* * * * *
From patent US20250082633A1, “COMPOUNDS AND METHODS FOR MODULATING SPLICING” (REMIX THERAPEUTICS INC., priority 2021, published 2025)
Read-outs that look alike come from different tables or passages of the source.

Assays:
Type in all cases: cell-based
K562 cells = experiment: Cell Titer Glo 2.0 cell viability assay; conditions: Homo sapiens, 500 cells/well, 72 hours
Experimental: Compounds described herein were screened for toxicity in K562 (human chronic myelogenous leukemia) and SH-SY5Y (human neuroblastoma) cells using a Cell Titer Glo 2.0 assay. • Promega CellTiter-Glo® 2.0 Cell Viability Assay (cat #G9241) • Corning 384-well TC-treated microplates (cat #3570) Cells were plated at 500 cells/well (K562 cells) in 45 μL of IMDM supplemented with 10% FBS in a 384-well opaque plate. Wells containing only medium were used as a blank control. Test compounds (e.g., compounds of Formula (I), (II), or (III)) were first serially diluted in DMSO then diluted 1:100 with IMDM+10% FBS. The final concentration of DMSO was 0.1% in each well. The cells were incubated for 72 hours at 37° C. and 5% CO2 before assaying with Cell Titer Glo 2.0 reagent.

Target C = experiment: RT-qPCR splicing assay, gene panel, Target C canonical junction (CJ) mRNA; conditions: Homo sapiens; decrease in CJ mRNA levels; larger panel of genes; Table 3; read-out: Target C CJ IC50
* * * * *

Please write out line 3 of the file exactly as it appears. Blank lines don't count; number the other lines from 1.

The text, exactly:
Assays: